Posted on August 9th, 2023
Human Growth Hormone is one of many endocrine hormones, like estrogen, progesterone, testosterone, melatonin and DHEA, which decline with age.
The decline of growth hormone with age, sometimes referred to as somatopause, is directly associated with many of the symptoms of again, including wrinkles, grey hair, decreased energy and sexual function, increased body fat and cardiovascular disease, osteoporosis, and more. Many of these symptoms have been associated with younger adults who have growth hormone deficiency.
Proper diet, exercise, and secretagogues, when used correctly, allow the pituitary to significantly increase levels of growth hormone. The pituitary gland, which manufactures growth hormone, is located at the base of the brain. GH production is controlled by its manufacturing cells called “somatotrophs”, while its release is controlled by chemical messages from the hypothalamus. Studies have clarified human GH releasing patterns, by measuring GH every 5 minutes for an entire day. It is released in four main bursts, or “pulses”, in young men, while young women exhibit more frequent bursts that collectively represent 50% more daily secretion of GH. Most of the day’s GH release occurs at night during slow wave sleep, and the remainder is released in smaller bursts the day, which are often determined by exercise and dietary patterns. GH may be released about 12 times during a 24-hours period, but after the age of 50, the number and intensity of pulses is decreased. In adults with GH deficiency, the skin is thin and collagen deficient.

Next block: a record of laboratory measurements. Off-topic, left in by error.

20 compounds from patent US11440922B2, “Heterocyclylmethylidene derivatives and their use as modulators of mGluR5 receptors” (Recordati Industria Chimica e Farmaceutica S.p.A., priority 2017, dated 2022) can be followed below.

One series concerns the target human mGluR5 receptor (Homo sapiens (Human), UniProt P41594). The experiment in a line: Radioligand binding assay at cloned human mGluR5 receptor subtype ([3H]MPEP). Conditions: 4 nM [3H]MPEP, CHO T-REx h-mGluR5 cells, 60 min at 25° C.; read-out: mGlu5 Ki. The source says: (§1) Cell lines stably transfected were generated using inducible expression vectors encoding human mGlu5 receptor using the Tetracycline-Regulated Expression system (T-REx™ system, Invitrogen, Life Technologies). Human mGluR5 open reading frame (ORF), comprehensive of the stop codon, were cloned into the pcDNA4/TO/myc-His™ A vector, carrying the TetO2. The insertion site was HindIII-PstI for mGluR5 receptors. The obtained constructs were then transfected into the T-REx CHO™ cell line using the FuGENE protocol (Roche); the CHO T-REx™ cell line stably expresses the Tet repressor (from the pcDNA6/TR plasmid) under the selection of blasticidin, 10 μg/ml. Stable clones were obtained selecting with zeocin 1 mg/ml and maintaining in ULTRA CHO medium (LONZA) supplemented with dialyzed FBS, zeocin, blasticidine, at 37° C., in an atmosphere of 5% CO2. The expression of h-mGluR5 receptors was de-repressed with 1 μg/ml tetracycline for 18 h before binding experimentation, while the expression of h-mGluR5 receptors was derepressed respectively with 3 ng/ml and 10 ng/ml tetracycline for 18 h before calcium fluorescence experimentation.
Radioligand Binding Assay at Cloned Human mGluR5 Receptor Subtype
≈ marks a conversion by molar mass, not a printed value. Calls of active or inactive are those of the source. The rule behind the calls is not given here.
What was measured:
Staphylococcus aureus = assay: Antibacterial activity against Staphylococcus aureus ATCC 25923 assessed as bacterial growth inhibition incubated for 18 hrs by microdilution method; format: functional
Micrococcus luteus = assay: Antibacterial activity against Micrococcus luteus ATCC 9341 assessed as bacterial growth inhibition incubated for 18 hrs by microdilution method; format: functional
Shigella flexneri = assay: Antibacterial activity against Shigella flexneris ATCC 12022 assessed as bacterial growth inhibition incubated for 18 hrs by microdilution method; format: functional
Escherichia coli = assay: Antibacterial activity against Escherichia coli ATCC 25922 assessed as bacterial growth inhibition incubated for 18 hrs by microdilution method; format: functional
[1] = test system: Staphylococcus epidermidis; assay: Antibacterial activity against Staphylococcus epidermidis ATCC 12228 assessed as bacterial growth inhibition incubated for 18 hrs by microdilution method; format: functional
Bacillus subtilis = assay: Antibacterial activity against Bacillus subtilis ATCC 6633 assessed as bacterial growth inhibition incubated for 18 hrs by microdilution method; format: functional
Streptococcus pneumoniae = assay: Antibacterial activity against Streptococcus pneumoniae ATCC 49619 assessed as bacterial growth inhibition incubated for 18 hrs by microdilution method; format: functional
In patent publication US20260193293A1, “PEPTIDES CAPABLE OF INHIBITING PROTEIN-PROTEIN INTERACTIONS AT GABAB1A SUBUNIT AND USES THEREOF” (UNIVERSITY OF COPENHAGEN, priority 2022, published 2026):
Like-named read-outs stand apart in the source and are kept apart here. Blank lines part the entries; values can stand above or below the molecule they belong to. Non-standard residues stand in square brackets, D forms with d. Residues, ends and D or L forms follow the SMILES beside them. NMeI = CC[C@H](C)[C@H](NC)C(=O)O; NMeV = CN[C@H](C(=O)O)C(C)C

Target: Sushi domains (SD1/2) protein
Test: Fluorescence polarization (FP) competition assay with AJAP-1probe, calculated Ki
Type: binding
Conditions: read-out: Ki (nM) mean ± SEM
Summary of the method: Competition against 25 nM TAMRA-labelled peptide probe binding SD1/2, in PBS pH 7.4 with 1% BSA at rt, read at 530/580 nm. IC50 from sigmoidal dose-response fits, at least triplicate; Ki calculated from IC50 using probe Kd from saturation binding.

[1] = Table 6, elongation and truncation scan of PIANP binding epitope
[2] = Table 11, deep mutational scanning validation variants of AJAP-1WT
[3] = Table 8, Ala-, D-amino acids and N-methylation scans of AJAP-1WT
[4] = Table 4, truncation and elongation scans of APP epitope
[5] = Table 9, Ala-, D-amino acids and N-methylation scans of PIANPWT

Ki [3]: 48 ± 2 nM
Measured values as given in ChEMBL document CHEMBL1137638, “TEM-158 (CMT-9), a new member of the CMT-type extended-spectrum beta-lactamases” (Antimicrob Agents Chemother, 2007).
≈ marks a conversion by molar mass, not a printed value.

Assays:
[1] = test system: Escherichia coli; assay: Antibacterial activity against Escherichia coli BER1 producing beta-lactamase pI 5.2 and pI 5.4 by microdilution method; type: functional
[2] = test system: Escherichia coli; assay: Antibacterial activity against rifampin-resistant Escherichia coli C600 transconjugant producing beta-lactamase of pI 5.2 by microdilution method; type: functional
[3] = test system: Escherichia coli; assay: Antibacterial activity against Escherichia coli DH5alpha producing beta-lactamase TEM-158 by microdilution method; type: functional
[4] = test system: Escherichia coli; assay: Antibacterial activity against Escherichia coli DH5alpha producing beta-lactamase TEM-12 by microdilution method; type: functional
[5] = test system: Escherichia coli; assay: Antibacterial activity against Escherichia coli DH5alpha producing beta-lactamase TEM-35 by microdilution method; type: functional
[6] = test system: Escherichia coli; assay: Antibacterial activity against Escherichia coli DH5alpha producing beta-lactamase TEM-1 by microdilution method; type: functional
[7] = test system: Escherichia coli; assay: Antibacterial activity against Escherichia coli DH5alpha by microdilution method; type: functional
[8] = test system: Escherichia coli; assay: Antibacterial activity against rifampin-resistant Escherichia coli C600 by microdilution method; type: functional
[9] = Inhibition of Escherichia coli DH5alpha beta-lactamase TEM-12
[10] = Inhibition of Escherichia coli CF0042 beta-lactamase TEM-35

Wrinkles known as “crow’s feet” may be caused, in part, by GH deficiency. Also causes dehydration and decreased sweating. People with GH deficiency can’t tolerate cold and have difficulty cooling off during exercise. Metabolism of glucose, protein, and fats is abnormal GH deficient adults. Sugar metabolism and accompanying insulin resistance is a problem particularly in obese adults with GH deficiency. GH therapy has a known insulin regulating effect and often results in normalization of blood glucose. GH deficiency causes increased thickening and hardening of arteries, and increased plaque formation. Including this affects the lack of energy, optimism and “zest for life”. People report difficulty with memory, concentration, and motivation. They are frequently “in a bad mood”, and depressed. All of the symptoms of GH deficiency that we have described are associated with low Growth Hormone levels.
Reduced lean body mass and/or skeletal muscle mass
Reduced skeletal muscle strength
Reduced exercise performance
Increased total body fat
Increased abdominal and visceral fat
Elevated LDL cholesterol
Decreased HDL cholesterol
Osteopenia (lack of bone)
Insulin resistance (in obese people)
Possible abnormal resting metabolic rate
Reduced T4 to T3 conversion
Lack of collagen
Decreased size of organs
Decreased nail and hair growth
Reduced glomerular filtration and renal plasma flow
Reduced sweating - inability to thermoregulate
Reduced cardiac output (potentially)
Increased vascular resistance
Poor memory and concentration
Lack of social interaction
Lack of purpose
Reduced Sex Drive